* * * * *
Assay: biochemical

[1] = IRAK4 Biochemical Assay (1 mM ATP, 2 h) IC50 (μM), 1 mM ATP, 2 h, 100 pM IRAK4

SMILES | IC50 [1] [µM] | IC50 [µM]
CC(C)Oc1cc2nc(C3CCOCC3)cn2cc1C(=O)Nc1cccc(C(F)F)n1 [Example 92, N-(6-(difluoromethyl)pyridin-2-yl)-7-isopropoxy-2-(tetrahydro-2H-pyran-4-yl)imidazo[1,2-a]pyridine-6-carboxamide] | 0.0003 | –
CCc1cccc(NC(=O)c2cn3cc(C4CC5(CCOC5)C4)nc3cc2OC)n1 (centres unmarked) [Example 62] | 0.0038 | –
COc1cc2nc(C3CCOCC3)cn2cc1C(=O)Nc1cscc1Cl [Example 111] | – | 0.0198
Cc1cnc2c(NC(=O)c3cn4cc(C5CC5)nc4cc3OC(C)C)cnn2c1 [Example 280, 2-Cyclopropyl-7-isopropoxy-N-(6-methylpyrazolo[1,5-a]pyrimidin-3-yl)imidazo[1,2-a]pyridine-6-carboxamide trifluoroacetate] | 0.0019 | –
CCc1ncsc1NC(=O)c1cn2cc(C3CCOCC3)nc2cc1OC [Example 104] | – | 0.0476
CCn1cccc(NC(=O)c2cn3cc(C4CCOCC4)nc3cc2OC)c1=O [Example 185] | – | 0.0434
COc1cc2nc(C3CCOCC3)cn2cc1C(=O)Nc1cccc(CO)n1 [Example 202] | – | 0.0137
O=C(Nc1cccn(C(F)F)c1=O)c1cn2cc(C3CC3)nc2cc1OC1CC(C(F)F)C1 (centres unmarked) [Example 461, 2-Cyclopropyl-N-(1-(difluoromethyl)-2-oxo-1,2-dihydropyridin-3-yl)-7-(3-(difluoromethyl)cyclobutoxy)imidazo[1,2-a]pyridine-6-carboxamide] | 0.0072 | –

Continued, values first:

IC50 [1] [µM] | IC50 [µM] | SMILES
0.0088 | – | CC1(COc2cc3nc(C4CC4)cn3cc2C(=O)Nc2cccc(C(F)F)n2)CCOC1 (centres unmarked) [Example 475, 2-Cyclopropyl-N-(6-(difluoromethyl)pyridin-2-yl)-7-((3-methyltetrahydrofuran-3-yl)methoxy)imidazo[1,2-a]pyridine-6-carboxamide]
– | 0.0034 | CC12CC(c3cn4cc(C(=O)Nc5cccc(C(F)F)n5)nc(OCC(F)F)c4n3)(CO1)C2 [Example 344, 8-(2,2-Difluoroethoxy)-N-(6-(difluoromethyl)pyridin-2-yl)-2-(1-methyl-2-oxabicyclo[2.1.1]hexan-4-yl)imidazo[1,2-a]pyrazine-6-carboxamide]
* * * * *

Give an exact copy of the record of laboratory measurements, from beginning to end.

Assay: biochemical

[1] = IRAK4 Biochemical Assay (1 mM ATP, 2 h) IC50 (μM), 1 mM ATP, 2 h, 100 pM IRAK4

SMILES | IC50 [1] [µM] | IC50 [µM]
CC(C)Oc1cc2nc(C3CCOCC3)cn2cc1C(=O)Nc1cccc(C(F)F)n1 [Example 92, N-(6-(difluoromethyl)pyridin-2-yl)-7-isopropoxy-2-(tetrahydro-2H-pyran-4-yl)imidazo[1,2-a]pyridine-6-carboxamide] | 0.0003 | –
CCc1cccc(NC(=O)c2cn3cc(C4CC5(CCOC5)C4)nc3cc2OC)n1 (centres unmarked) [Example 62] | 0.0038 | –
COc1cc2nc(C3CCOCC3)cn2cc1C(=O)Nc1cscc1Cl [Example 111] | – | 0.0198
Cc1cnc2c(NC(=O)c3cn4cc(C5CC5)nc4cc3OC(C)C)cnn2c1 [Example 280, 2-Cyclopropyl-7-isopropoxy-N-(6-methylpyrazolo[1,5-a]pyrimidin-3-yl)imidazo[1,2-a]pyridine-6-carboxamide trifluoroacetate] | 0.0019 | –
CCc1ncsc1NC(=O)c1cn2cc(C3CCOCC3)nc2cc1OC [Example 104] | – | 0.0476
CCn1cccc(NC(=O)c2cn3cc(C4CCOCC4)nc3cc2OC)c1=O [Example 185] | – | 0.0434
COc1cc2nc(C3CCOCC3)cn2cc1C(=O)Nc1cccc(CO)n1 [Example 202] | – | 0.0137
O=C(Nc1cccn(C(F)F)c1=O)c1cn2cc(C3CC3)nc2cc1OC1CC(C(F)F)C1 (centres unmarked) [Example 461, 2-Cyclopropyl-N-(1-(difluoromethyl)-2-oxo-1,2-dihydropyridin-3-yl)-7-(3-(difluoromethyl)cyclobutoxy)imidazo[1,2-a]pyridine-6-carboxamide] | 0.0072 | –

Continued, values first:

IC50 [1] [µM] | IC50 [µM] | SMILES
0.0088 | – | CC1(COc2cc3nc(C4CC4)cn3cc2C(=O)Nc2cccc(C(F)F)n2)CCOC1 (centres unmarked) [Example 475, 2-Cyclopropyl-N-(6-(difluoromethyl)pyridin-2-yl)-7-((3-methyltetrahydrofuran-3-yl)methoxy)imidazo[1,2-a]pyridine-6-carboxamide]
– | 0.0034 | CC12CC(c3cn4cc(C(=O)Nc5cccc(C(F)F)n5)nc(OCC(F)F)c4n3)(CO1)C2 [Example 344, 8-(2,2-Difluoroethoxy)-N-(6-(difluoromethyl)pyridin-2-yl)-2-(1-methyl-2-oxabicyclo[2.1.1]hexan-4-yl)imidazo[1,2-a]pyrazine-6-carboxamide]